by Daniel Carter
I wrote four letters and gave each a little sled made of balsa wood carved with curly-cues, and I sealed each letter with a little red wax and the print of my thumb. And the seals went out on snowy hills after the wind with its white feathers, and where the wind became confused they parted, wandering like lines of ink.
One letter made soft, crunching tracks in the snow, one small track at a time with cold pauses between. A woodsman found this sled huddled shivering between the roots of a tree and, brushing snow from the letter, lifted it to his face. The red seal fell to lie fading like an old coin, and the woodsman took four pins from the pouch at his waist, pressing the letter's folds to the bark of the tree and holding its words there, frozen.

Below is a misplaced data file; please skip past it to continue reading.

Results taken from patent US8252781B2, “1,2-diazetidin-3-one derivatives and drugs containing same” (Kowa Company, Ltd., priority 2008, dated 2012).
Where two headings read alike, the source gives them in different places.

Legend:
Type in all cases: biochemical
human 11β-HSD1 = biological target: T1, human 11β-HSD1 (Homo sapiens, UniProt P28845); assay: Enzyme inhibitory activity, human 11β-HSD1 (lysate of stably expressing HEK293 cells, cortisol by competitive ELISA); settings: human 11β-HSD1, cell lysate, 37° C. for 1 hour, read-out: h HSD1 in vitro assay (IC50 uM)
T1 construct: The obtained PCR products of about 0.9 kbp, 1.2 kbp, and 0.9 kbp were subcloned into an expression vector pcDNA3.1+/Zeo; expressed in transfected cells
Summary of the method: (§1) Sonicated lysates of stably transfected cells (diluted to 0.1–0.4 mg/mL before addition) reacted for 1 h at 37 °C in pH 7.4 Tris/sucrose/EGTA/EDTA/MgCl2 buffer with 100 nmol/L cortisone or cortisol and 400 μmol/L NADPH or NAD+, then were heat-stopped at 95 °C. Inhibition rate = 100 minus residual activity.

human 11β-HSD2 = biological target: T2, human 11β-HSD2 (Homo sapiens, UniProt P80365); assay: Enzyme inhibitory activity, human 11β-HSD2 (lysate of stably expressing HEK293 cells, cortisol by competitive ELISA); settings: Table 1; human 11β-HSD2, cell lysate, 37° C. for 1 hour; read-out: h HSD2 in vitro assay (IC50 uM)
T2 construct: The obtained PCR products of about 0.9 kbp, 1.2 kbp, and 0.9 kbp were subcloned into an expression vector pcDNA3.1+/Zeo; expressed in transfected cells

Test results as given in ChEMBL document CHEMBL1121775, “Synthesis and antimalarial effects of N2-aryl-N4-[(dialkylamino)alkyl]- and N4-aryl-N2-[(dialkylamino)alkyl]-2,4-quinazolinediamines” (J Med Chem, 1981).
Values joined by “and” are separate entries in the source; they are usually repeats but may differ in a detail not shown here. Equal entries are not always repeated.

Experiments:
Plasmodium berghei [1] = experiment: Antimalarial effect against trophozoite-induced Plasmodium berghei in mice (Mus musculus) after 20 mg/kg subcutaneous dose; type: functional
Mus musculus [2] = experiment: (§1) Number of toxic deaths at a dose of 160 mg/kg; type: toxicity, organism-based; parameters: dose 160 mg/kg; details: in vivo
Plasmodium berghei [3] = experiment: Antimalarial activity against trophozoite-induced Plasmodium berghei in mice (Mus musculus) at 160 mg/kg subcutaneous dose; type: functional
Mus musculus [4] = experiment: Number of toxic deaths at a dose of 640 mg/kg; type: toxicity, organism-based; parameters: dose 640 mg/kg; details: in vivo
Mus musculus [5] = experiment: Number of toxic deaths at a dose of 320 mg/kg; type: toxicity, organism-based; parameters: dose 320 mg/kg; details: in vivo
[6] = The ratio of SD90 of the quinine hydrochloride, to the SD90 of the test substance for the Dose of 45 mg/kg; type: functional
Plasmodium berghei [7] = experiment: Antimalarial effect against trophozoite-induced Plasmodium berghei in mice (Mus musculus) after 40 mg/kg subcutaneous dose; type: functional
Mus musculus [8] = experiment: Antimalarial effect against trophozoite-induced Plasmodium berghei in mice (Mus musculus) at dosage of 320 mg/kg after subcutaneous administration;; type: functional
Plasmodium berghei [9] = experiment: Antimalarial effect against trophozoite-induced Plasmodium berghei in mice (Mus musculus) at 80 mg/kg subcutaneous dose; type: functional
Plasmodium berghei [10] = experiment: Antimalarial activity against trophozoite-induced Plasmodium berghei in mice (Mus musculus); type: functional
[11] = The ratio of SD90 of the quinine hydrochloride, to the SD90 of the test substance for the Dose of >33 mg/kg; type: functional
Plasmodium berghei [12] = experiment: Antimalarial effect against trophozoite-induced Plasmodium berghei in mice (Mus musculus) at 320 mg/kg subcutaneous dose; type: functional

I’ve been interested recently in numbers—how they can at times be the most insistent bearers of the truth and at other times be the most obvious markers of the arbitrary. You can say a character has a red beard and give him a chapter of history, or you can just call him a woodsman and admit that he’s a word and that he might as well be most any other word. You can say there are four letters (and there are four letters, one woodsman, five locked chests beneath the snow and two hundred blackbirds in the tree), but four is fragile. Four threatens to fall into three or grow to five, especially if there’s no attempt made to support it, and I like that fragility. I like how precarious piles of words can be—always falling over, leaving themselves exposed, dumbly writing “I failed” in the snow.
Daniel Carter lives in Columbus, OH. His work has appeared or is forthcoming in SpringGun, >kill author, and Mud Luscious.